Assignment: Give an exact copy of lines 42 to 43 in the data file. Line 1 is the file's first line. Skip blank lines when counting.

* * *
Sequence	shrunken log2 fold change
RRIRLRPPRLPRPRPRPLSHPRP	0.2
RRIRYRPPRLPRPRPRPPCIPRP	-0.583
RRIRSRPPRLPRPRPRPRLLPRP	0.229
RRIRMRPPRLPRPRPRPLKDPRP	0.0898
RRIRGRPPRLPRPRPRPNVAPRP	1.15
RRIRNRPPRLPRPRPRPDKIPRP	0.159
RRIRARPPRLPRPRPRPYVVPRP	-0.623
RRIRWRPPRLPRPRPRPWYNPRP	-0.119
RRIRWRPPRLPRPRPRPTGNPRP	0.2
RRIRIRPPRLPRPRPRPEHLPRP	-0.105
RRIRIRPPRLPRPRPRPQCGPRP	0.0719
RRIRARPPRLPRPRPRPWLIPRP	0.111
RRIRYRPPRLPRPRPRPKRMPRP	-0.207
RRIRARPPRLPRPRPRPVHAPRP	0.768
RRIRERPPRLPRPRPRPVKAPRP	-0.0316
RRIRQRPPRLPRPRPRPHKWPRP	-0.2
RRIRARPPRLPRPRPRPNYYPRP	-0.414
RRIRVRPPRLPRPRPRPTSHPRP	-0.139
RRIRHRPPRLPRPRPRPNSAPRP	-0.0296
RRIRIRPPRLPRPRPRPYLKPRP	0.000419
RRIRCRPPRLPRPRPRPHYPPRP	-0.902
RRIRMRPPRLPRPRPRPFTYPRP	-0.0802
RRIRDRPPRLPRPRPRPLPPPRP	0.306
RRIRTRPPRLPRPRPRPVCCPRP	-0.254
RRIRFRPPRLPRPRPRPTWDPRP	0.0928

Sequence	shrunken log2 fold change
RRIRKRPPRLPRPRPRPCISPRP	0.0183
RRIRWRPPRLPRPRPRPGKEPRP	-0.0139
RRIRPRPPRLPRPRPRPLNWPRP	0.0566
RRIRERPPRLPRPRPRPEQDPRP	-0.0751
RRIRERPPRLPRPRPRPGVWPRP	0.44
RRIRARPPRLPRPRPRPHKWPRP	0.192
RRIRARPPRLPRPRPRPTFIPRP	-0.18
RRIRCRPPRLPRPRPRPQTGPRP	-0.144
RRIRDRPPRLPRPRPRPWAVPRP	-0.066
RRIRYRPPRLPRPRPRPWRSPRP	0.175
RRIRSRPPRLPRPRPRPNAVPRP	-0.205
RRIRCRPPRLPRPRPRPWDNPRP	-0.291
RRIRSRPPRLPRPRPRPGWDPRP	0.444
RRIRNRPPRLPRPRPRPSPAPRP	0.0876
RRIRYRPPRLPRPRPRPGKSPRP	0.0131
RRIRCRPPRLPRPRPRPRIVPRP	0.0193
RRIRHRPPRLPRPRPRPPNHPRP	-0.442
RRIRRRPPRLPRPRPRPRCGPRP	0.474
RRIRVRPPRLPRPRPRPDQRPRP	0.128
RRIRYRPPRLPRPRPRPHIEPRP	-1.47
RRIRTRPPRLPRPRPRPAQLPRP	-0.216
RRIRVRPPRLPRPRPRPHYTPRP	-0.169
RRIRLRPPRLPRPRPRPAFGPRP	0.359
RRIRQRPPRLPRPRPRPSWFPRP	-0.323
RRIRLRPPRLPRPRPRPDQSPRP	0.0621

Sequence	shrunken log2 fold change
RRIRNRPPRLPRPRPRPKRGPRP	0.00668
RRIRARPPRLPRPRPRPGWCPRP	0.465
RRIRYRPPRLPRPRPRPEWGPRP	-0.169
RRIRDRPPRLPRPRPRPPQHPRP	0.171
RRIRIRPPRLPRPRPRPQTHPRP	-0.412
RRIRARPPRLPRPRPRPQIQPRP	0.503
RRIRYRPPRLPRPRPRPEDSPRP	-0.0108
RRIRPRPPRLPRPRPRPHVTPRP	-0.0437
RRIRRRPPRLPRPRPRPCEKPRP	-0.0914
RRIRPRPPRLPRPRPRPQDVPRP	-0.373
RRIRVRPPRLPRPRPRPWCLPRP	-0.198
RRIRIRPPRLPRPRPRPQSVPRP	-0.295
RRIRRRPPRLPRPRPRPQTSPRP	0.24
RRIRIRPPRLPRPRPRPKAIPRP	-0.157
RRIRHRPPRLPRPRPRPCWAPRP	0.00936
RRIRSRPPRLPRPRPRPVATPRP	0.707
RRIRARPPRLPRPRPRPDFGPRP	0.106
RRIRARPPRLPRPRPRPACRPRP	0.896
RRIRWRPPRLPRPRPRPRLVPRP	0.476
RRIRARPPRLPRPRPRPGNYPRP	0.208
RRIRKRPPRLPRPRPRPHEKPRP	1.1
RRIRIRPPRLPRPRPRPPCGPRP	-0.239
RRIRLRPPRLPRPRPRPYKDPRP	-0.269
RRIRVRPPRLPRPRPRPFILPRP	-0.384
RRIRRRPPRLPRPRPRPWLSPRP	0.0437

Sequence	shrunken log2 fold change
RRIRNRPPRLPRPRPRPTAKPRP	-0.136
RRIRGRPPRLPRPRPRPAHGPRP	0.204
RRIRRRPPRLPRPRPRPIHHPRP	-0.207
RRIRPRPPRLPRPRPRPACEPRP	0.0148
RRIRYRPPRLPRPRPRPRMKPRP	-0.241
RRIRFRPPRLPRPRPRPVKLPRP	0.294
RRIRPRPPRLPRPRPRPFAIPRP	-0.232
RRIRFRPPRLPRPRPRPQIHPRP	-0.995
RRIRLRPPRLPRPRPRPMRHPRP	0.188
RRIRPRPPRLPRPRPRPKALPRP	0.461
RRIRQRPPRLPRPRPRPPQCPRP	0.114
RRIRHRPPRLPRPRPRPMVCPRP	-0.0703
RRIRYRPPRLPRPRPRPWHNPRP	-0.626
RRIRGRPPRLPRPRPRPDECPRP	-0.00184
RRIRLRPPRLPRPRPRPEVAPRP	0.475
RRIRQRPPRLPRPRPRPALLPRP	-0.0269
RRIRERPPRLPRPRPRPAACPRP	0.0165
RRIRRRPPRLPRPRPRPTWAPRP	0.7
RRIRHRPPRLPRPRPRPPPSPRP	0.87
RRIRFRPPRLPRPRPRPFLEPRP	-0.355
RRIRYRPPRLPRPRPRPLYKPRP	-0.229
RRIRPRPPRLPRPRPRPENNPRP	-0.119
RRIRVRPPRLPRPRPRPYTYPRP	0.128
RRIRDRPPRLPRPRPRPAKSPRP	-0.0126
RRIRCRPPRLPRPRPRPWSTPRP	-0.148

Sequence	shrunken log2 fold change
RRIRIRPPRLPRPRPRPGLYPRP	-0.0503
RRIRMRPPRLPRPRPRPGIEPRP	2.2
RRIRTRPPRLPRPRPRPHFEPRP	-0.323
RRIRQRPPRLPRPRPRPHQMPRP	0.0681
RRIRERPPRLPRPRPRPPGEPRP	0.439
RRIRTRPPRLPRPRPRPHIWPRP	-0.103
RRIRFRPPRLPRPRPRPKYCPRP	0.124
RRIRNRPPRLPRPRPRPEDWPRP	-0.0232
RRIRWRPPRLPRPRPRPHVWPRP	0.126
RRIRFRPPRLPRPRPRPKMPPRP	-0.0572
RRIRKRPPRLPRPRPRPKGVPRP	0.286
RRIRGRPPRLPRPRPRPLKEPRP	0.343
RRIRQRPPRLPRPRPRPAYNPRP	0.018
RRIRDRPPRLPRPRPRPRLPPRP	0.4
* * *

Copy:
RRIRYRPPRLPRPRPRPGKSPRP	0.0131
RRIRCRPPRLPRPRPRPRIVPRP	0.0193